A Commitment to Sustainability

United Nations, New York Headquarters. 8 January 2014

coal_fired_power_plantThe keynote speaker, Dr. Ernst Ulrich von Weizsäcker, opened the discussion with a presentation on the MDGs (Millennium Development Goals) and their inadequate support for sustainable development. He said that people need to feel personal ownership of the SDGs (Sustainable Development Goals) for them to be effective. He also recommended a stand-alone SDG on resource efficiency for a more thorough effort at making sustainable development possible and economical. He urged delegates to consider a raise in yearly resource allocation proportionate to the increase in efficiency, the revenues from which would go towards further improving the efficiency. Developing countries will be able to become cleaner faster than developed ones, explained Dr. Weizsäcker. He went on to describe how locked in developed countries are to wasteful infrastructure, and the ways developing countries can use todays knowledge to grow with green technology.   

The floor was opened for questions, and the representatives of Guatemala, Italy, Mexico and Pakistan asked Dr. von Weizsäcker to elaborate on the indicators that would be used to measure resource efficiency. Italy inquired as to how to proceed on the issue of resource consumption, seeing as developing countries produce, and developed countries consume. Dr. von Weizsäcker said that an indicator of resource efficiency would be the rate of consumption of the resource. He said that there would need to be a system of exchanging emissions credits, in which developing nations, who would implement clean infrastructure and therefore be producing less than their credit allows,  sell to the developed nations, who would be much slower at implementing clean infrastructure. This would promote sustainable development on both sides, as the developing nations attempt to sell more of their credit, and developed nations strive to save money on credits by developing their own clean infrastructure. He concluded by saying that using intelligent economic instruments in both production and consumption of resources will encourage nations to maximize resource efficiency and sustainable resource consumption.


The floor was then opened for general discussion of the SDGs, and Fiji began with a statement from the G77+China. Asking the leaders and officials in the room to adopt Sustainable Consumption and Production (SCP) for the next generation, G77+China also called for a time bound framework to get nations to SCP. The representatives of Barbados, Colombia and Chile both called for developed countries to take the lead in assisting developing countries to better handle chemicals and waste, “Chemicals are not things in a lab, they are things that we are living with in this world. It needs to be an issue.” The representatives of the EU and Sweden called for the reduction not only of industrial waste, but also food waste, especially post-harvest. Currently, post-harvest waste can reach up to 50% in some areas. The representatives from the UK and Croatia said that efficient use of natural resources is critical for expanding economic and social choices, and promoting social justice. Finally, the representatives of Saudi Arabia, Serbia, Denmark,and Bangladesh said that achieving the SCP will require not only a change in infrastructure but also a change in lifestyle, and for that, the public must be committed to becoming sustainable.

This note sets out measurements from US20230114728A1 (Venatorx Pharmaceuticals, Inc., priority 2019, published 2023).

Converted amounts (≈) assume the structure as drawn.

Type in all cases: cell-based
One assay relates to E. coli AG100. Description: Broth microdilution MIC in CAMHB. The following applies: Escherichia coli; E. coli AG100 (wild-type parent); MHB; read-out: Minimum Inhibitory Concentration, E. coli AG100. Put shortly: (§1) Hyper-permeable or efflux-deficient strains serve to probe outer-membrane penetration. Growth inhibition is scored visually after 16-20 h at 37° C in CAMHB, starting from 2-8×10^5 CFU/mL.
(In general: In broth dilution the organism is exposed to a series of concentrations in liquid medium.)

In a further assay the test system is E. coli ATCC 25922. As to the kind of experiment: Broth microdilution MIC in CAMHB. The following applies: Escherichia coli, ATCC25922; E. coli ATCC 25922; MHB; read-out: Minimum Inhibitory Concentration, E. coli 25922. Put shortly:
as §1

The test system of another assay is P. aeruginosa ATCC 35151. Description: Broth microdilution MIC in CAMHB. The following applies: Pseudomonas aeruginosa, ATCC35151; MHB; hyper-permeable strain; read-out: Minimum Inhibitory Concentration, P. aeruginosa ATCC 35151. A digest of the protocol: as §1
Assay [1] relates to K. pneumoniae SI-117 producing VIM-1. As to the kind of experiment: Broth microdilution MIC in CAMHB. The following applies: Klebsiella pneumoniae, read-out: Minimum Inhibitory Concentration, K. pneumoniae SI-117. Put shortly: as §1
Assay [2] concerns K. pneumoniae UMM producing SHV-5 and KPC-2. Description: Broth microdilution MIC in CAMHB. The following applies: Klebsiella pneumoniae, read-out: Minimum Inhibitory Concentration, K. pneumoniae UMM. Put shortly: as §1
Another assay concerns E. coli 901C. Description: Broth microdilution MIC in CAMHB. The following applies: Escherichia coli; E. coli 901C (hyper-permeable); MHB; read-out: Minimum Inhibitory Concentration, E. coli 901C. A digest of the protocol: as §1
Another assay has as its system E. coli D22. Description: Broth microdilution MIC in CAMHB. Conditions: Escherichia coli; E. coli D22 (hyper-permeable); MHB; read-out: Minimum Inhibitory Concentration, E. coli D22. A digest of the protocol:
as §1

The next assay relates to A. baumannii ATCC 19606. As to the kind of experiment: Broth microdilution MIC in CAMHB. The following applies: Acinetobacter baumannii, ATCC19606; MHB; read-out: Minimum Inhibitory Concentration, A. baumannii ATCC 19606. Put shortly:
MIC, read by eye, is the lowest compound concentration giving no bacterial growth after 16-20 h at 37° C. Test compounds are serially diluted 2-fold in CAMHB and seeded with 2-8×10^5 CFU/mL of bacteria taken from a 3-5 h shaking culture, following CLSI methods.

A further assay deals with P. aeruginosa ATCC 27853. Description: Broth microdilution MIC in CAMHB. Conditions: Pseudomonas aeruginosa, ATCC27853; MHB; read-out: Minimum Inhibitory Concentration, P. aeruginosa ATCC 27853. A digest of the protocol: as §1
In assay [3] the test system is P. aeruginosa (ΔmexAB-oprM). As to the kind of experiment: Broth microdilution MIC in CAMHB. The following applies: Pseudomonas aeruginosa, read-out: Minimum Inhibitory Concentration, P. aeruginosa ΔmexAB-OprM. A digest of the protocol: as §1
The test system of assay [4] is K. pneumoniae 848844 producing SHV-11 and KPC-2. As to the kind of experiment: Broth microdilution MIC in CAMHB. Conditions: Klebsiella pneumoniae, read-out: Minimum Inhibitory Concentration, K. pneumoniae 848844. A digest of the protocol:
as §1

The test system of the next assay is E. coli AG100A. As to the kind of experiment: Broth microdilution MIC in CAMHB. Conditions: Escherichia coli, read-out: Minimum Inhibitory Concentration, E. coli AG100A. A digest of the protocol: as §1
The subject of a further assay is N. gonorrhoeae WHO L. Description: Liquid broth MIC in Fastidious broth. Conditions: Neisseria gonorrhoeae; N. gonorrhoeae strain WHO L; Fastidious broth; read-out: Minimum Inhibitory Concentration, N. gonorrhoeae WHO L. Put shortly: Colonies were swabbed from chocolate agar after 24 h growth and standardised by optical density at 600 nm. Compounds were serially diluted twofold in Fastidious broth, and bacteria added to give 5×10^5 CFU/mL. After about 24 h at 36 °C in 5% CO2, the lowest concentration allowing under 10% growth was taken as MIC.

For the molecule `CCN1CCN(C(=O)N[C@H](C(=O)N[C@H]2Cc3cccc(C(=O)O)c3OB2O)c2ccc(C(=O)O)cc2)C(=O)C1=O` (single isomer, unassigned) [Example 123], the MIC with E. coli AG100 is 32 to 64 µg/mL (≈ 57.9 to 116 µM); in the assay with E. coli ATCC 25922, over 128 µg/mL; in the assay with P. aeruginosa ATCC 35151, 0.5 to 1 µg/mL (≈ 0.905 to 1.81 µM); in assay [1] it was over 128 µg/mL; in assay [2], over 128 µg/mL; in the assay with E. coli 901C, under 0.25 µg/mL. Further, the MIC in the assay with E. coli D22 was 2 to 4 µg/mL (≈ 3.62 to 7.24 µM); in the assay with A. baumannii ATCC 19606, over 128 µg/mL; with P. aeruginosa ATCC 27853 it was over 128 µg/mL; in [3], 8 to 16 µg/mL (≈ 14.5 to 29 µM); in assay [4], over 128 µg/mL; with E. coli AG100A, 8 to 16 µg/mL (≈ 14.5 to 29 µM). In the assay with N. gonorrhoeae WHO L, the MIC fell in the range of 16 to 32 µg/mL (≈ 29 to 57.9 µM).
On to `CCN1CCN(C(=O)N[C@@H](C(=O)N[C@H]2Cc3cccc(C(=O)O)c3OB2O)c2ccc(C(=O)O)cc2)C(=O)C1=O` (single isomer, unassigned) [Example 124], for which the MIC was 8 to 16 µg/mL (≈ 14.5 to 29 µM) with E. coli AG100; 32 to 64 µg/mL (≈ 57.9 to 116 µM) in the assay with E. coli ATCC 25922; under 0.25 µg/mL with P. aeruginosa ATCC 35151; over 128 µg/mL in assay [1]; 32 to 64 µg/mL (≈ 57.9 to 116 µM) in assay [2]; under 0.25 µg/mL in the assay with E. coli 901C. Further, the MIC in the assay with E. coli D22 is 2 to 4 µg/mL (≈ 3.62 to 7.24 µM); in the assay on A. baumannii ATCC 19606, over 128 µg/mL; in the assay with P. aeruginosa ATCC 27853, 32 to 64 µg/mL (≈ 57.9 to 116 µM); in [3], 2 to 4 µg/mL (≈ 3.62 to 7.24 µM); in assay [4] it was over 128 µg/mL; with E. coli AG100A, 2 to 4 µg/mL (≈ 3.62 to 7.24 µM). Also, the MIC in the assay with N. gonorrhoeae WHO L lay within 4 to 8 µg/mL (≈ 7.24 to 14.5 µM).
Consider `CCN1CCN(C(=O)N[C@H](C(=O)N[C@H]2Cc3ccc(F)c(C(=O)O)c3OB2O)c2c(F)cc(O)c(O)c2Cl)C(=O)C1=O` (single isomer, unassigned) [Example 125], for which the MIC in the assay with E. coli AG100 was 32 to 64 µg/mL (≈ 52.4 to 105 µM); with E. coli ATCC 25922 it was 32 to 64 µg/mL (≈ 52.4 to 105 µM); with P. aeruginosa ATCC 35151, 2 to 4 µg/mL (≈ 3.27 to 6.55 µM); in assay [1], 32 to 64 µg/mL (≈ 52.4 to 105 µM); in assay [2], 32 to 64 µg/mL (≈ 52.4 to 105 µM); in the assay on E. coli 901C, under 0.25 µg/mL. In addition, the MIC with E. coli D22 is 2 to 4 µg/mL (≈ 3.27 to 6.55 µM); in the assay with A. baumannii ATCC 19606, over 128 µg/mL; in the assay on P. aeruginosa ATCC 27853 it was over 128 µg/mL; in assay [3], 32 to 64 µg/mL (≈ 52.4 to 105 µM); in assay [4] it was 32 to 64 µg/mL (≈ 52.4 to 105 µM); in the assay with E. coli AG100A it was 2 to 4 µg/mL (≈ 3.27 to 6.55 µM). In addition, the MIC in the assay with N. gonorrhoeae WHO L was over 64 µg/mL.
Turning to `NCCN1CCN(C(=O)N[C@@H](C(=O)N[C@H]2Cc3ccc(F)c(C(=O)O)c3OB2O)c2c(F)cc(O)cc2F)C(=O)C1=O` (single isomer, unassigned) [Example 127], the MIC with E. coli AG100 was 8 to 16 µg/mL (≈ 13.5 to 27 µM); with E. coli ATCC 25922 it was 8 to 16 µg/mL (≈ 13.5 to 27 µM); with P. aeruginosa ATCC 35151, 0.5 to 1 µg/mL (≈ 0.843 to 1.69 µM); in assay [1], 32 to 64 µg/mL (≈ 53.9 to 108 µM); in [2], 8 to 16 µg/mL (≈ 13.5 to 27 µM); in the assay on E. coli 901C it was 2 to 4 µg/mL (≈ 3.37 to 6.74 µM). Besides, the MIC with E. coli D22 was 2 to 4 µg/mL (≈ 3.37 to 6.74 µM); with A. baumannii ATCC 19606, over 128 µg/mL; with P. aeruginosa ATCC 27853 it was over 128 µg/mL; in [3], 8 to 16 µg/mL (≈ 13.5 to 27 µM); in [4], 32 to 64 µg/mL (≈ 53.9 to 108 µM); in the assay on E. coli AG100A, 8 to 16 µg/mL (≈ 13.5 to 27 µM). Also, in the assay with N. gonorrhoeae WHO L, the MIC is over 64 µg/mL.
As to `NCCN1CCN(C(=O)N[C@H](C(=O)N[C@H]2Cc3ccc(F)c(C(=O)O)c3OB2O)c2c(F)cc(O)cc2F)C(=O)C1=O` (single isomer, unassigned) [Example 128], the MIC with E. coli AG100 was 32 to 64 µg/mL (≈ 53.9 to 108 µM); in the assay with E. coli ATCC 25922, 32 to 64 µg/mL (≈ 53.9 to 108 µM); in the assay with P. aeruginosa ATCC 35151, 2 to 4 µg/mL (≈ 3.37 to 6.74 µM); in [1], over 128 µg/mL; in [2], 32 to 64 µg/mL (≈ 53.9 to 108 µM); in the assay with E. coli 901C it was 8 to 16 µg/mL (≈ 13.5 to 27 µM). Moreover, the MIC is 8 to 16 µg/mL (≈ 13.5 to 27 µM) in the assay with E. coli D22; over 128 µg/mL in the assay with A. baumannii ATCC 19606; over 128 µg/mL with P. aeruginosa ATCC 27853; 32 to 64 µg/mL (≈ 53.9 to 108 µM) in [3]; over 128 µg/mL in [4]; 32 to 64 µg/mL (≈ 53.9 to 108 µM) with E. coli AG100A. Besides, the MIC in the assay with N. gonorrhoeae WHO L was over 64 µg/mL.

Meeting Title: Follow-Up to the Outcome of the UN Conference on Sustainable Development, Relating to a Proposal for Sustainable Development Goals

Key Speakers: Dr. Ernst Ulrich von Weizsäcker, Co-Chair, International Resource Panel; Representatives of Guatemala, Fiji (on behalf of the G77+China), Barbados, Colombia, Chile, EU, Sweden, United Kingdom, Croatia, Saudi Arabia, Serbia, Denmark, Bangladesh

Written by WIT Intern: Jacob Roth

Leave a Reply

Fill in your details below or click an icon to log in:

WordPress.com Logo

You are commenting using your WordPress.com account. Log Out /  Change )

Facebook photo

You are commenting using your Facebook account. Log Out /  Change )

Connecting to %s